Mom met dad when he came out to the farm to help with the threshing. They married on the farm on July 11, 1949. They moved to Dawson Creek after they married, where their first son Russell was born. They moved around while dad worked for the Alberta Government Telephone and BC Tel. Mom and dad’s family grew during this time to seven children: Russell, Wayne, Sharon, Frank, Barb, Gerald and Brian. Mom worked at Bings Furniture in Dawson Creek and at the Pouce Coupe Hospital as well as the Priory Care Home in Langford as a care aide.
Mom loved to get dressed up and go out to a dance or a party. Halloween was one of her favorite times to dress up and have fun. They loved having family get together’s at the house, where dad, Uncle Norval and Juste Hendricks would play music together accompanied by all of the kids on the spoons. Music, food, and good times with family and friends were what it was all about. Mom and dad’s door was always open to friends, neighbors and family. Mom always had a large meal on the table whenever anyone stopped by for a visit.
Mom liked to sew, knit, play baseball and curl. She had a passion for playing horseshoes, except that when she threw the horseshoe it always went the opposite direction as she let out a squeal. Everyone knew to duck or run, when she was playing.
Mom had a good sense of humor for all the practical jokes that we were always playing on her. We all took turns dropping worms or frogs on her while she was sleeping, because it was too much fun watching her come out of bed swinging! We always knew to drop the frog and stand back or run. Mom was usually chasing one of us around with the broom; with seven kids all a year apart, she had her hands full. There was never a dull moment around our house. When mom used to wax the floor, she would put us to work by giving us each a pair of dad’s wool socks to shine up the floor and we would have fun skating across it. She was very creative in keeping us out of trouble.
We made many trips in our station wagon. Mom and dad kept us singing to entertain ourselves while driving to Bear Lake to camp during the summers. We always took the time to stop at Crooked River to fish while mom cooked lunch for us. Other times we would stop just to play baseball as we had a whole baseball team including Uncle Alex who was always part of our holidays.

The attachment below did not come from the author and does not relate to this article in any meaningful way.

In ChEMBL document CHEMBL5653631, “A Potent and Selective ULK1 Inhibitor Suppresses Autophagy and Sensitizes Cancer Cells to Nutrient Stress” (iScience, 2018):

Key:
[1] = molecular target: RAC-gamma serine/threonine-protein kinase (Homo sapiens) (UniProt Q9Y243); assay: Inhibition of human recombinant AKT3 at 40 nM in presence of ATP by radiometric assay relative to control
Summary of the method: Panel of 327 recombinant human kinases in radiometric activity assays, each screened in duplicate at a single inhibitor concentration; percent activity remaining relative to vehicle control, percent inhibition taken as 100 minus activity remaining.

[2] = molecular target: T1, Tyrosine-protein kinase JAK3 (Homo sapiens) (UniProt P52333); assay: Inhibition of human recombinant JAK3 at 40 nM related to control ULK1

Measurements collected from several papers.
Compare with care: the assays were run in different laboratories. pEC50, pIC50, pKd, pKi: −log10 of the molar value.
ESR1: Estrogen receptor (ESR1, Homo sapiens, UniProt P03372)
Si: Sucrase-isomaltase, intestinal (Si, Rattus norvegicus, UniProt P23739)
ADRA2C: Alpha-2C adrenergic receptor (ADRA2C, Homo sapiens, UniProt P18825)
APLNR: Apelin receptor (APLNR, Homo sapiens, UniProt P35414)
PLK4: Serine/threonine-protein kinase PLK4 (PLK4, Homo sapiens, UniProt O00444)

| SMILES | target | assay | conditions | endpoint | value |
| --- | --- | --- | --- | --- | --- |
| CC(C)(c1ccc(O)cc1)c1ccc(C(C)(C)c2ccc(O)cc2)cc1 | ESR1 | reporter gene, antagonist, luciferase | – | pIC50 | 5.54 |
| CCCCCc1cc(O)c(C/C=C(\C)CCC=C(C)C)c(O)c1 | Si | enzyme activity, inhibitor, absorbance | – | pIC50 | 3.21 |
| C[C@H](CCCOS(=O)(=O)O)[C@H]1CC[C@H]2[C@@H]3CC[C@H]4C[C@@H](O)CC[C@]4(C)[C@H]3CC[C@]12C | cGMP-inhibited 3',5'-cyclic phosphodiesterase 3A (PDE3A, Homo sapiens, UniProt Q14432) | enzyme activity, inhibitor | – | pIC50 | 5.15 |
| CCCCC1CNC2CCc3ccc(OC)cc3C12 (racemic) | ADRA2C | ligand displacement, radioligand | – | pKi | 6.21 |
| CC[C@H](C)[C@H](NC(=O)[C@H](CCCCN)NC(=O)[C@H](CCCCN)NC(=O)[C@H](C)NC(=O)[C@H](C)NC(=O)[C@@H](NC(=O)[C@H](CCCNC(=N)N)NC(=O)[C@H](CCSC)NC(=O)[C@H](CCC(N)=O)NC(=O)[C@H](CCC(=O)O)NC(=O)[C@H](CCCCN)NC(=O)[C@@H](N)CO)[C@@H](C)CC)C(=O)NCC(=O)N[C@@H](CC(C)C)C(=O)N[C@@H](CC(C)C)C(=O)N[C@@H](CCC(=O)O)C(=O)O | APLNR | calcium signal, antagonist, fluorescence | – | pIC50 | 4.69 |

Mom and dad finally settled at the farm in Tupper after dad retired. Her heart and soul was her big flower garden at the farm. Her sense of humor and adventure was well known. She got the reputation for being bit of a dare devil by going for a motorcycle ride with Harry and once suffered a broken tailbone from being bucked off Lady.
Mom and dad were to souls connected in every sense of the way. Their love for life and passion for family has been passed down through the generations as we continue to be there for one another.
Mom moved to Pouce where her door was always open for family and friends when dad passed away. Mom and Betty Mitchell were never far apart. Where you found one, you found the other, either picking saskatoons or having coffee and having good times. Keith McLeod lived with mom during this time and mom always enjoyed Keith’ company. They always took care of each other.
Mom eventually moved into the Pouce Coupe care home and it soon became home to her. Her sense of humor and quick wit was known to all of the staff, who also became part of her family.
Mabel will be greatly missed by her sister Kathy, Mabel’s children, grandchildren and great – grandchildren who cherished her as the matriarch of her family.
A memorial service for Mabel was held on Friday, April 1, 2011 at 1:00 pm at the Bergeron Funeral Chapel, Dawson Creek, British Columbia.
Reverend Marilyn Carroll officiated. Eulogy was read by Dave Hay.
Expressions of sympathy in memory of Mabel, may be made by donation to the: ‘South Peace Hospice and Palliative Care Society’ Room 101, 916-103rd Ave, Dawson Creek, British Columbia, V1G 3W2 or ‘The Canadian Cancer Society’, 1000 - 105 Avenue, Dawson Creek, British Columbia V1G 2B9.
Harold Preston Roberts
How does one summarize the full and active life of such a caring, kind, gentle man.
Born to Alfred and Clara McCallum Roberts at Winsloe P.E.I. October 13 1920. Harold's mother passed away when he was 2 so he was sent to live with maternal grandparents. At age 5 the family moved to Trochu Alberta. Another tragedy with the loss of brother Hiebert 2 years older.Schooling took place in Trochu area with only a High School Diploma on the last day of school. Harold found work for a "gassed" WW1 Vet with 1/2 section for $25 a month.
In July 1940 Harold enlisted becoming a member of the Royal Canadian Corp of Signals. After 2 weeks training in Barriefield they sailed for England. For a time in Aldershot living in Quonset huts. Many schemes marches and parades but Harold always dwelt on the humour in situations.He loved to visit historic places when on leave. A falling ladder and subsequent hospitalization kept him from joining his 2nd Division mates in the Dieppe raid where 5000 young men lost their lives. His brother Vern did survive. Training continued and eventually the troops marched through Europe through many fierce battles and on to the Liberation of the Netherlands. Harold received the Bronze Cross and Citation from Queen Wilhelmina and also a citation from King George. Many of Harold's mates were lost and stayed in that far land under well kept crosses. Harold was discharged in Calgary April 1946 after 5 years and 9 months away. With a handshake they were on their way to civilian life.
Some time spent in the area where he met Lois Ross who was working in the drug store at Trochu and they became engaged.